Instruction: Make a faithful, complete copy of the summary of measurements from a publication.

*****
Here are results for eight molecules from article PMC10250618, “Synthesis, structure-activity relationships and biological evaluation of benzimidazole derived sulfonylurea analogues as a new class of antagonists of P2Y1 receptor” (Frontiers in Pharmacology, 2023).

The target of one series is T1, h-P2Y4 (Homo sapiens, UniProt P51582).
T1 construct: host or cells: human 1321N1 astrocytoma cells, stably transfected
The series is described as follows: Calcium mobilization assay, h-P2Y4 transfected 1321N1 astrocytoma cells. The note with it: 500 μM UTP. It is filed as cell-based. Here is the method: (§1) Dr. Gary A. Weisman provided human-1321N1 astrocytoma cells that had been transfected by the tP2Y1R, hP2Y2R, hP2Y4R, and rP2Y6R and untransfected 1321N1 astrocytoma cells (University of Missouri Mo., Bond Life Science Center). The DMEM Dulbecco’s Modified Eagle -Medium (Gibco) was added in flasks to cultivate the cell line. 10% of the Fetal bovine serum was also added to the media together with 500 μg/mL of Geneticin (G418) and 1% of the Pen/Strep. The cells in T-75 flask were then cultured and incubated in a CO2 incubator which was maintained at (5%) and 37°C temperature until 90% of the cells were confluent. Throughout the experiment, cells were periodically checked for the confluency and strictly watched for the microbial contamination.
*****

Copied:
Here are results for eight molecules from article PMC10250618, “Synthesis, structure-activity relationships and biological evaluation of benzimidazole derived sulfonylurea analogues as a new class of antagonists of P2Y1 receptor” (Frontiers in Pharmacology, 2023).

The target of one series is T1, h-P2Y4 (Homo sapiens, UniProt P51582).
T1 construct: host or cells: human 1321N1 astrocytoma cells, stably transfected
The series is described as follows: Calcium mobilization assay, h-P2Y4 transfected 1321N1 astrocytoma cells. The note with it: 500 μM UTP. It is filed as cell-based. Here is the method: (§1) Dr. Gary A. Weisman provided human-1321N1 astrocytoma cells that had been transfected by the tP2Y1R, hP2Y2R, hP2Y4R, and rP2Y6R and untransfected 1321N1 astrocytoma cells (University of Missouri Mo., Bond Life Science Center). The DMEM Dulbecco’s Modified Eagle -Medium (Gibco) was added in flasks to cultivate the cell line. 10% of the Fetal bovine serum was also added to the media together with 500 μg/mL of Geneticin (G418) and 1% of the Pen/Strep. The cells in T-75 flask were then cultured and incubated in a CO2 incubator which was maintained at (5%) and 37°C temperature until 90% of the cells were confluent. Throughout the experiment, cells were periodically checked for the confluency and strictly watched for the microbial contamination.